The Harry Potter series has delighted millions of kids and adults the world over, and plenty of us have a copy of one book – or all seven – on their shelves. But it turns out some of the original copies of the first book are worth more than their weight in galleons.
Hardcover first edition printings of the 1997 book have become the biggest prize to Harry Potter collectors, worth anywhere between $40,000 and $55,000, but how can you tell? Look for a print line that reads “1 0 9 8 7 6 5 4 3 2 1,” and for one “Joanne Rowling,” not J.K. Rowling.
The Polaroid has made its way back into popular culture, which means that vintage Polaroid cameras have jumped up the worth-it market. These items are cool throwbacks to having to wait a little bit longer — you didn't have to get them developed, but you still shook it just like the song says.
Some have gone for a few hundred dollars, and a Polaroid 120, made in 1960, has recently sold for $420. As the digital age moves on to bigger and better things, sometimes something as retro as a flash of light and a printed picture are worth something after all.
Vintage Soda Crates
Sure to be the most surprising item on this list, old wooden soda crates can command a pretty penny. You won't be buying a Mercedes with the earnings, but some Coca-Cola crates top out at almost two hundred bucks, with a yellow wooden crate from 1948 going that much on eBay.
But even the weather-beaten offerings can bring in a hundred. There's even a crate from the 1920s that has been listed at $125! Is it just for the rarity? The retro style? We can't be sure for now. It couldn't be too hard to make one of your own.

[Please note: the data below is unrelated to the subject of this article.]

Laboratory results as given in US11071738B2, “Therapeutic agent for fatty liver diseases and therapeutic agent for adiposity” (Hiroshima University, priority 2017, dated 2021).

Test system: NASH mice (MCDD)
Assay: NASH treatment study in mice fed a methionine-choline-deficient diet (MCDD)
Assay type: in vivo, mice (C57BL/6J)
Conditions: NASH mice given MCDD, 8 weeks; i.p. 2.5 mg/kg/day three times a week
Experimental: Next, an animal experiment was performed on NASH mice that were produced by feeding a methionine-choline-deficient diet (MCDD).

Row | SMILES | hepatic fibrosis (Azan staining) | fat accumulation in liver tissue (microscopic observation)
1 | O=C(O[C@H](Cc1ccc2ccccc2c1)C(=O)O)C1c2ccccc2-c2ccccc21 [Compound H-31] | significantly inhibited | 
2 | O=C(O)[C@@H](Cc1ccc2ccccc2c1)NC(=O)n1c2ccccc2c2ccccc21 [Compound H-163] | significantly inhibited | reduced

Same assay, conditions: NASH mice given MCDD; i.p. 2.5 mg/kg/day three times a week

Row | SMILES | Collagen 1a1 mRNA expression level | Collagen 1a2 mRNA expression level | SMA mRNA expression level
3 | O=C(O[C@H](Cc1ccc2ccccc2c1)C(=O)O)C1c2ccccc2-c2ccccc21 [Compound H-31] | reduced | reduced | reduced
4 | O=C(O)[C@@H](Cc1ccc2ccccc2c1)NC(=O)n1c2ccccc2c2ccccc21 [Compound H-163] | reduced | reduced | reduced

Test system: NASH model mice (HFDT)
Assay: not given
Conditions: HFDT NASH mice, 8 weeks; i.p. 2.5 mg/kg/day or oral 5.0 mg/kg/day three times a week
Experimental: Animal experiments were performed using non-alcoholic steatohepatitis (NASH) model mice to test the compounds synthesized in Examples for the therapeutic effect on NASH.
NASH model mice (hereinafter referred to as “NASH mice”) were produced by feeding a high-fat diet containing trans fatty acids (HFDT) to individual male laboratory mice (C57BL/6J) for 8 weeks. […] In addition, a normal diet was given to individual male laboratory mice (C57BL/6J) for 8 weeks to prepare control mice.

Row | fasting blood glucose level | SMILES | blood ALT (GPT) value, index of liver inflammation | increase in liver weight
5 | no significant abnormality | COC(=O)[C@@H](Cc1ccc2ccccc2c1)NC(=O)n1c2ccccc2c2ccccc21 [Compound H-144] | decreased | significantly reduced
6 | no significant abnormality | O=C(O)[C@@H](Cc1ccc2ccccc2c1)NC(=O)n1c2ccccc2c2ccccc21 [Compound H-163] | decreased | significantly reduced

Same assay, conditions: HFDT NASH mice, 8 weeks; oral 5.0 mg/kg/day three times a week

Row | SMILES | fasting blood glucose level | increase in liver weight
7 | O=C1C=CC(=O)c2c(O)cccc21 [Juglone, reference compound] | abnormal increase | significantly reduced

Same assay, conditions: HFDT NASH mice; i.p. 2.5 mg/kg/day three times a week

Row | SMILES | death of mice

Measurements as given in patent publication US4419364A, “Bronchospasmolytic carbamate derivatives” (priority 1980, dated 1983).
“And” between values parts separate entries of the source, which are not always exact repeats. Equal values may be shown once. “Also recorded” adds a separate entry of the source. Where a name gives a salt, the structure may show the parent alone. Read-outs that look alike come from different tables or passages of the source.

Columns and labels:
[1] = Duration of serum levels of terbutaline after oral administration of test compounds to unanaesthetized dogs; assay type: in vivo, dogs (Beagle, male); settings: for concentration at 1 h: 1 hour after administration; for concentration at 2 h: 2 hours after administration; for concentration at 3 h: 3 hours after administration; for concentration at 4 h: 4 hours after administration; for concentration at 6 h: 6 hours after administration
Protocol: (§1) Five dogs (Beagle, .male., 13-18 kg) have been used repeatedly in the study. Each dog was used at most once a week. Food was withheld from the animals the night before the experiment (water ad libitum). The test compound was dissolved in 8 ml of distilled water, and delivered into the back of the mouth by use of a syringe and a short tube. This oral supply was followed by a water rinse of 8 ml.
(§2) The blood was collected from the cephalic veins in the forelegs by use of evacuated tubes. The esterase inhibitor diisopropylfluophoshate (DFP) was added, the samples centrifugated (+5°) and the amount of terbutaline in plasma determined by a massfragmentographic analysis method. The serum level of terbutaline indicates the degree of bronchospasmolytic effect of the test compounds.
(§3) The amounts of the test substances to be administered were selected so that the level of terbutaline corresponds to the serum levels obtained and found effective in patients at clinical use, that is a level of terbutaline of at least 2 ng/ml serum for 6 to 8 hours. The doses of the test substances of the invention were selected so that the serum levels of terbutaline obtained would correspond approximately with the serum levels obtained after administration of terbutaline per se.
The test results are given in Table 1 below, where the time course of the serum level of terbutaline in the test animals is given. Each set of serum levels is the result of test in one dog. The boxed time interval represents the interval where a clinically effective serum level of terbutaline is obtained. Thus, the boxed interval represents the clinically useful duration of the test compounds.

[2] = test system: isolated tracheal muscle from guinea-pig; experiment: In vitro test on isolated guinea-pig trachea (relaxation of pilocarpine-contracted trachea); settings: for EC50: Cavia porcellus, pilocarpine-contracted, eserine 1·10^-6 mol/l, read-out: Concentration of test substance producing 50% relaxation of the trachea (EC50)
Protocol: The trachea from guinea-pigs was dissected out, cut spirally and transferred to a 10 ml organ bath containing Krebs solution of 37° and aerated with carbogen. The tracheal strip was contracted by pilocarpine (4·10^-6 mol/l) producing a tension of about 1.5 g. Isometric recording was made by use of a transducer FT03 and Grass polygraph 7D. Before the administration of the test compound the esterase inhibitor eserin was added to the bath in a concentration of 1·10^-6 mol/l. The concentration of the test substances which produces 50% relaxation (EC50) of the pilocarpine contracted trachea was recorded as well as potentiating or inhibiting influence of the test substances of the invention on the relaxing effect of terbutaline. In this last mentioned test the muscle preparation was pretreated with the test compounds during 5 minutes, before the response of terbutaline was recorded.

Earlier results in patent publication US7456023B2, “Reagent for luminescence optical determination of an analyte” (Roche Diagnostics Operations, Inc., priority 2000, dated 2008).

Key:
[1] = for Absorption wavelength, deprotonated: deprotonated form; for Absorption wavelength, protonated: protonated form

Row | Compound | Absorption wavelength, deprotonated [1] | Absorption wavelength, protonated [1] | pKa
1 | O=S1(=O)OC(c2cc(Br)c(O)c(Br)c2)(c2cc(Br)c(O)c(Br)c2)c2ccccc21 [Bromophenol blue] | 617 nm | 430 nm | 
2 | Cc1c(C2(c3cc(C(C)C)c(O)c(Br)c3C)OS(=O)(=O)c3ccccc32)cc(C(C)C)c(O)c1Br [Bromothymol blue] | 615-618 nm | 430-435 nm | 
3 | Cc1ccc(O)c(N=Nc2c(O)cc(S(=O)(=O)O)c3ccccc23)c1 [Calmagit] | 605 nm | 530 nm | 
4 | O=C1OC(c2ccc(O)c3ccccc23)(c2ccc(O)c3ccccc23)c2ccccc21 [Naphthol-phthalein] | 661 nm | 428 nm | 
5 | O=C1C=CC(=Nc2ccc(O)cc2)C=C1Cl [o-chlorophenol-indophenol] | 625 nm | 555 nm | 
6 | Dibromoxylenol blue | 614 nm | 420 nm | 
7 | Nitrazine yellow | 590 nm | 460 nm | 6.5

While duck decoys are no longer used today because of advances in decoy materials and technology, these wooden duck decoys are now considered highly collectible. There are entire auction houses dedicated to buying and selling vintage duck decoys, known as magnificent works of folk art.
Duck decoys became highly collectible in the mid-20th century, and prices have never been higher for these items. If you've inherited one, you could earn up to hundreds of thousands of dollars at an auction. It's an oddly specific item to collect, but hey, if people are willing to pay, we wouldn't miss the opportunity to sell one.
Morton Pottery made these mini vases. They are just one example of the earthy, swirled pottery popularized by Midwestern and Ozark-area makers like Niloak and Nemadji in the 1920s and '30s. Even though they only measure four inches tall, these pretty cases pack quite the decorative punch.
Often sold as roadside souvenirs, these colorful vessels are widely known as "tourist pottery." This means that there are loads of unoriginal pieces out there, so be aware of that when you buy one or offer one for sale. Larger vases (12-plus inches tall) with maker's marks can be worth upward of $300.